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A new industrial revolution

bluebird bio is aiming to be one of the first companies to launch a gene therapy in the UK. Often mistakenly seen as a treatment of the future, gene therapy has come of age, primed and ready to go with bluebird bio a leader in the field. Gene therapy’s arrival on the scene is very

How gene therapy works

Gene therapy aims to repair, replace or add functional genes in individuals suffering from specific genetic diseases Gene therapy has traditionally been in the form of ‘gene addition’ which commonly utilises a ‘viral vector’ to introduce functional genes into the cells of eligible patients [1]. Other types of gene therapies developed more recently include the

How can the NHS speed up adoption of new technologies?

The treatments provided by the National Health Service of 2020 would seem alien to the Nye Bevan of 1948, although the key principle of free healthcare to all at point of need remains intact. It is tempting to believe that the latest advances in technology are revolutionising healthcare both in the UK and around the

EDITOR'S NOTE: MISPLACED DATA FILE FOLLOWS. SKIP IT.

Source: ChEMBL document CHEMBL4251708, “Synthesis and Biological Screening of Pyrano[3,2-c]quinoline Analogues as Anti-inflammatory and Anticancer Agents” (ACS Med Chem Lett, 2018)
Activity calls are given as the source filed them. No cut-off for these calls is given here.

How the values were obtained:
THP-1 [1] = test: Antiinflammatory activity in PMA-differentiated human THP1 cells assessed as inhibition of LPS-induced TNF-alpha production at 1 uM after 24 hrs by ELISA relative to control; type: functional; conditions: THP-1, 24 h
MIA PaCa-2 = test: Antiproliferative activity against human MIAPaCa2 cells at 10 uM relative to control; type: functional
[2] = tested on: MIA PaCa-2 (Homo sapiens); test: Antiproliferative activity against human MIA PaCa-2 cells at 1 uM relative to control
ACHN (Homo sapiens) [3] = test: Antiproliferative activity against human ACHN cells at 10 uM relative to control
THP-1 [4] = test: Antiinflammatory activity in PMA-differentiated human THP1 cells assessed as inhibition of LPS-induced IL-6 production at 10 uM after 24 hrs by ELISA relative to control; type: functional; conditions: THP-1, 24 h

Are ministers right to back gene therapy?

It isn’t for government to ‘pick winners’, according to the ruling philosophy of Conservative industrial policy over the past three decades. Yet ministers have made an exception in the field of gene therapy. Three years ago, the government’s Life Sciences: Industrial Strategy identified it as an area in which public investment might reap rich rewards

Kate Andrews

Will the pandemic put gene therapy advancement at risk?

When Boris Johnson delivered his first speech as Prime Minister on the steps of Downing Street, we were living in a different world: Brexit and a looming general election were the issues of the day, and a pandemic that would come to dominate every aspect of public policy was still six months off our radar.